e. Lack of group/unit cohesiveness.
f. Friends killed in action or missing in action.
g. Leadership failures.
h. First combat experience.
Soldier's feeling that his luck is running out.
Anxiety or indecision in combat.
NORMAL REACTIONS TO THE STRESS OF COMBAT
a. General Information. Every soldier in combat is affected by stress to some
degree. Normally, a soldier will experience fear, tension, tremors, etc. At times, he will
find it hard to think or communicate clearly. He will feel grief for lost comrades. He may
feel badly about what he has done or not done well enough. These reactions are so
"common" that each soldier should be prepared to expect them. They are the "normal"
responses to the danger and horror of combat. If a soldier shows none of the "normal"
responses to combat, he may have reached a stage of fatalism, uncaring, or apathy--a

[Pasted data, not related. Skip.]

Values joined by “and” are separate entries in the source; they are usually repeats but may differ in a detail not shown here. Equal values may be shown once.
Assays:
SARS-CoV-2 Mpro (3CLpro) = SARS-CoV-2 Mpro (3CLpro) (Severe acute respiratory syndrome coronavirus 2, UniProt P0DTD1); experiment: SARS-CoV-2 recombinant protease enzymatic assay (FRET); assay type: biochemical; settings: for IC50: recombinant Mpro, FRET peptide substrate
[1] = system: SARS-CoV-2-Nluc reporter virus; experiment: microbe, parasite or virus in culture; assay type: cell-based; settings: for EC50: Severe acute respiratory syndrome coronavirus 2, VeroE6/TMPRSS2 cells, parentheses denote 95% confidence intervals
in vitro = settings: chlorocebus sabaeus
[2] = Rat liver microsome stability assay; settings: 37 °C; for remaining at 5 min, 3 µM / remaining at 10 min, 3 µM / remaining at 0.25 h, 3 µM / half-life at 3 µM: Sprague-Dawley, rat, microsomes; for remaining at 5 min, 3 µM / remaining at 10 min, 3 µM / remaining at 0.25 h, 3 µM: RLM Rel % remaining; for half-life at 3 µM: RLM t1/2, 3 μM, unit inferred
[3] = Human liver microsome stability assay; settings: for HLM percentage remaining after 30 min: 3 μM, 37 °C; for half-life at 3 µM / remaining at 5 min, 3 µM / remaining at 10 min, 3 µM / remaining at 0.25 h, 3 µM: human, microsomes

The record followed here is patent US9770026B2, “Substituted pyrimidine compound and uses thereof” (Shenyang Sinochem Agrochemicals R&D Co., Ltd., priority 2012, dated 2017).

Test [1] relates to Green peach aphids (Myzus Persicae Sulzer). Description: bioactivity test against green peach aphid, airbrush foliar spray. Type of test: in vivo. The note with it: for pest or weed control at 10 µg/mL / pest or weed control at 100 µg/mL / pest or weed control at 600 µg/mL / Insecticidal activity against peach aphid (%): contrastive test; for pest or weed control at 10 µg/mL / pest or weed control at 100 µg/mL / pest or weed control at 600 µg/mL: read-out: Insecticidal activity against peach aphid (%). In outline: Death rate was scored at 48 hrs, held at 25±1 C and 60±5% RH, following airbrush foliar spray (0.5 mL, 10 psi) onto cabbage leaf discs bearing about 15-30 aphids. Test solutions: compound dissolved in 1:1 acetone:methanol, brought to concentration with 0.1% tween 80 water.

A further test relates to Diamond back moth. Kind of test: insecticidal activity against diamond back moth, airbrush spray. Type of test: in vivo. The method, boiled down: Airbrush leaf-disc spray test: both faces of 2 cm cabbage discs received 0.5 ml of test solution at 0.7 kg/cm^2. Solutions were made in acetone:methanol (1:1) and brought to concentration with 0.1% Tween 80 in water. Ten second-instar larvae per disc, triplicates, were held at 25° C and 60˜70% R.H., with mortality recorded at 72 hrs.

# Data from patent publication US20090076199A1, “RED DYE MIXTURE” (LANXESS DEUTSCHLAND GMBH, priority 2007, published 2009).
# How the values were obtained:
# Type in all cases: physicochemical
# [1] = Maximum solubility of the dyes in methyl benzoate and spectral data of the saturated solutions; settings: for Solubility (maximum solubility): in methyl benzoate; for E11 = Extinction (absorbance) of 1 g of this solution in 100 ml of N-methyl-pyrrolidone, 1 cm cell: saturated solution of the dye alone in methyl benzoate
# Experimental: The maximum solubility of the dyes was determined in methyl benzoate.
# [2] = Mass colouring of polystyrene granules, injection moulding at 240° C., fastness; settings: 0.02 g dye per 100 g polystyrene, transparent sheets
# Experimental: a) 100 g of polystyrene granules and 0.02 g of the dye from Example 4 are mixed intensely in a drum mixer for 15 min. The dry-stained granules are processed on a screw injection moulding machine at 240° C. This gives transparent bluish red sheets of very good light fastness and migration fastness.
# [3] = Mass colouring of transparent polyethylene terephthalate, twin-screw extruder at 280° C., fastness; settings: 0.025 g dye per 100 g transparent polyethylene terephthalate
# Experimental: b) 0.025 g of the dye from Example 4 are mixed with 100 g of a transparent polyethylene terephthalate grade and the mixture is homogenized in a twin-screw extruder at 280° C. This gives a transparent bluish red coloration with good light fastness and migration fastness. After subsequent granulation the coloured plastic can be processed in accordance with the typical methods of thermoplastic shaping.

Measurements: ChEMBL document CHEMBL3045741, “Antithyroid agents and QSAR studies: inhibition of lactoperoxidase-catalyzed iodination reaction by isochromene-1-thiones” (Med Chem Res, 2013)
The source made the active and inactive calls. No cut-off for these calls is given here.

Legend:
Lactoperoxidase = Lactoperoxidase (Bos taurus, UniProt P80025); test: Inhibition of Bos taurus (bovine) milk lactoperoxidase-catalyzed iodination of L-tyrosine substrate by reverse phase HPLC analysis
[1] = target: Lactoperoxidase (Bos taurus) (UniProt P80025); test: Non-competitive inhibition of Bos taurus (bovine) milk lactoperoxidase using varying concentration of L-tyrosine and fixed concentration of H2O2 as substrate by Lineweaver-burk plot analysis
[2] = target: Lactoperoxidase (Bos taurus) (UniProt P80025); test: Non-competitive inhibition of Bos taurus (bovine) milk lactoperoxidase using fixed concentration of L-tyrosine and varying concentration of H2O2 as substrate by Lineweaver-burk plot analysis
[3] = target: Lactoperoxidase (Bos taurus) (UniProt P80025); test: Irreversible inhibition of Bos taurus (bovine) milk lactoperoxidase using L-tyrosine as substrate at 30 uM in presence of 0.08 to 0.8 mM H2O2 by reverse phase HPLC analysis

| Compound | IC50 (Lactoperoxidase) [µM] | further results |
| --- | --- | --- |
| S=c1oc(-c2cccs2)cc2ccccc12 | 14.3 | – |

very serious state of being.
b. Normal Physical Reactions to the Stress of Combat. Included are the
Tension: aches, pains, trembling, fidgeting, fumbling things.
Jumpiness: starting at sudden sounds or movements.
Cold sweat: dry mouth, pale skin, eyes hard to focus.
Pounding heart: may feel dizzy or light-headed.
(5) Breathlessness: feeling out of breath; may breathe too much until
fingers and toes start to tingle, cramp, and go numb.
Upset stomach, may throw up.
Diarrhea, constipation, or frequent urination.
Emptying bowels and bladder at instant of danger.
Fatigue: feeling tired, drained; takes an effort to move.
(10) Distant, haunted, "1000 yard" stare.